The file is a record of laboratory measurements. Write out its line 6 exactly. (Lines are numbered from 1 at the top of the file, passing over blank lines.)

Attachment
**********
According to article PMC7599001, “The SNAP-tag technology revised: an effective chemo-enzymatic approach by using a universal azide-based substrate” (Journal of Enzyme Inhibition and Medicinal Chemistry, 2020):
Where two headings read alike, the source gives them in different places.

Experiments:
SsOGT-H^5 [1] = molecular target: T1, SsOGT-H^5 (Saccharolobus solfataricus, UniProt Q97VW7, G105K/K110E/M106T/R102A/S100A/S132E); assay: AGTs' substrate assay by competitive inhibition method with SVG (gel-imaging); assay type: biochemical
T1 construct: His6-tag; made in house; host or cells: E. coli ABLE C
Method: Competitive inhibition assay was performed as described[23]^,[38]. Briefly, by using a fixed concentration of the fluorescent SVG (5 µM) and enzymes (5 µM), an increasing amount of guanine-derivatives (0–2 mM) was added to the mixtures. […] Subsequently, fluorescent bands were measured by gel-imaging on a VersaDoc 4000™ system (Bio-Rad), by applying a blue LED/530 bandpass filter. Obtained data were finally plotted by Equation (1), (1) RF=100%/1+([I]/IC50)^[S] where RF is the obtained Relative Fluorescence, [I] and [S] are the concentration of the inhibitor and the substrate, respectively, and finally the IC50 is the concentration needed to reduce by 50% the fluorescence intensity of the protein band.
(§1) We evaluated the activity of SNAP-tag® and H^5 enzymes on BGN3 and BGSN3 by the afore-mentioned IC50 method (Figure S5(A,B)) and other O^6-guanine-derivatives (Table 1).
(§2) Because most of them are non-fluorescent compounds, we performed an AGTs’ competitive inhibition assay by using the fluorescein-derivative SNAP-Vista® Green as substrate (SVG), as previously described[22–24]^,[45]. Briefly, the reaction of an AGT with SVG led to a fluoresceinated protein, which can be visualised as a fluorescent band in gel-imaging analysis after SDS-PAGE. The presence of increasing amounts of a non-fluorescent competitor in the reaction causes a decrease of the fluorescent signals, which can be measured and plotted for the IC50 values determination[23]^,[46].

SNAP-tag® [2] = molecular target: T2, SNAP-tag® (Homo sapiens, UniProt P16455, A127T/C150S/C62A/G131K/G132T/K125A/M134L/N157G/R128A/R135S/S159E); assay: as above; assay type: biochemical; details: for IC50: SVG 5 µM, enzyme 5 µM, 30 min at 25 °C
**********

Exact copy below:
Method: Competitive inhibition assay was performed as described[23]^,[38]. Briefly, by using a fixed concentration of the fluorescent SVG (5 µM) and enzymes (5 µM), an increasing amount of guanine-derivatives (0–2 mM) was added to the mixtures. […] Subsequently, fluorescent bands were measured by gel-imaging on a VersaDoc 4000™ system (Bio-Rad), by applying a blue LED/530 bandpass filter. Obtained data were finally plotted by Equation (1), (1) RF=100%/1+([I]/IC50)^[S] where RF is the obtained Relative Fluorescence, [I] and [S] are the concentration of the inhibitor and the substrate, respectively, and finally the IC50 is the concentration needed to reduce by 50% the fluorescence intensity of the protein band.